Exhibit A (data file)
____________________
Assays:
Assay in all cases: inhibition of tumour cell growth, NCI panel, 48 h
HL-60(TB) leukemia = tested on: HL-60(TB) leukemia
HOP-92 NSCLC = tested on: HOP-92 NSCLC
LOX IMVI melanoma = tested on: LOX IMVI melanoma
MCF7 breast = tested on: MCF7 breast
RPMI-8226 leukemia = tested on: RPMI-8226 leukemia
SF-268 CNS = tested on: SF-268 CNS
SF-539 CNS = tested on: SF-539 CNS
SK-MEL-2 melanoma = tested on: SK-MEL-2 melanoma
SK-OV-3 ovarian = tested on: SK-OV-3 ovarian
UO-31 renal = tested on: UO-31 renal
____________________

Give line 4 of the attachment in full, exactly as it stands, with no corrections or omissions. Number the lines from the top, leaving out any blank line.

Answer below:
HOP-92 NSCLC = tested on: HOP-92 NSCLC